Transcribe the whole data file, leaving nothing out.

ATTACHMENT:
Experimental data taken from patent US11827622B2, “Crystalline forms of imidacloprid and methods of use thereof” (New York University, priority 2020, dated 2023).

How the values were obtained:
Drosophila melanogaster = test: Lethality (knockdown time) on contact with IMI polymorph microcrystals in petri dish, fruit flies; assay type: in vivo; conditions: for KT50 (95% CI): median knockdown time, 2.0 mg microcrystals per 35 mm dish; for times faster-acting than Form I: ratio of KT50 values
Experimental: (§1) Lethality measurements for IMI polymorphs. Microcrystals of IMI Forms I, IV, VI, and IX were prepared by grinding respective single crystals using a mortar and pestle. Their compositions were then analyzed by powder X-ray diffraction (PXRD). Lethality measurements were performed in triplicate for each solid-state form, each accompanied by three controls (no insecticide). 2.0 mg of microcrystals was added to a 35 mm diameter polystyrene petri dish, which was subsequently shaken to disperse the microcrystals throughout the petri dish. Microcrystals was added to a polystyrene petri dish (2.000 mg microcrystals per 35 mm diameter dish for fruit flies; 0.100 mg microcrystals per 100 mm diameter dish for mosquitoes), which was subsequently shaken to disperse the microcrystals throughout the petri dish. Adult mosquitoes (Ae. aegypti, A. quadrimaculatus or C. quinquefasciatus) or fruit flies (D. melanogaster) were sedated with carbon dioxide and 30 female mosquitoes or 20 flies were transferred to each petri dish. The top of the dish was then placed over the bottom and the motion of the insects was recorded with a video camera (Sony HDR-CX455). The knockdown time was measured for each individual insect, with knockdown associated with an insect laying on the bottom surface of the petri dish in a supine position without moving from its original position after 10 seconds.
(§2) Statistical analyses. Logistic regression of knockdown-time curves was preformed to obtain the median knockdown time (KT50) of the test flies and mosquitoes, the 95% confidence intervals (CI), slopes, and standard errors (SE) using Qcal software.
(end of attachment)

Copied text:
Experimental data taken from patent US11827622B2, “Crystalline forms of imidacloprid and methods of use thereof” (New York University, priority 2020, dated 2023).

How the values were obtained:
Drosophila melanogaster = test: Lethality (knockdown time) on contact with IMI polymorph microcrystals in petri dish, fruit flies; assay type: in vivo; conditions: for KT50 (95% CI): median knockdown time, 2.0 mg microcrystals per 35 mm dish; for times faster-acting than Form I: ratio of KT50 values
Experimental: (§1) Lethality measurements for IMI polymorphs. Microcrystals of IMI Forms I, IV, VI, and IX were prepared by grinding respective single crystals using a mortar and pestle. Their compositions were then analyzed by powder X-ray diffraction (PXRD). Lethality measurements were performed in triplicate for each solid-state form, each accompanied by three controls (no insecticide). 2.0 mg of microcrystals was added to a 35 mm diameter polystyrene petri dish, which was subsequently shaken to disperse the microcrystals throughout the petri dish. Microcrystals was added to a polystyrene petri dish (2.000 mg microcrystals per 35 mm diameter dish for fruit flies; 0.100 mg microcrystals per 100 mm diameter dish for mosquitoes), which was subsequently shaken to disperse the microcrystals throughout the petri dish. Adult mosquitoes (Ae. aegypti, A. quadrimaculatus or C. quinquefasciatus) or fruit flies (D. melanogaster) were sedated with carbon dioxide and 30 female mosquitoes or 20 flies were transferred to each petri dish. The top of the dish was then placed over the bottom and the motion of the insects was recorded with a video camera (Sony HDR-CX455). The knockdown time was measured for each individual insect, with knockdown associated with an insect laying on the bottom surface of the petri dish in a supine position without moving from its original position after 10 seconds.
(§2) Statistical analyses. Logistic regression of knockdown-time curves was preformed to obtain the median knockdown time (KT50) of the test flies and mosquitoes, the 95% confidence intervals (CI), slopes, and standard errors (SE) using Qcal software.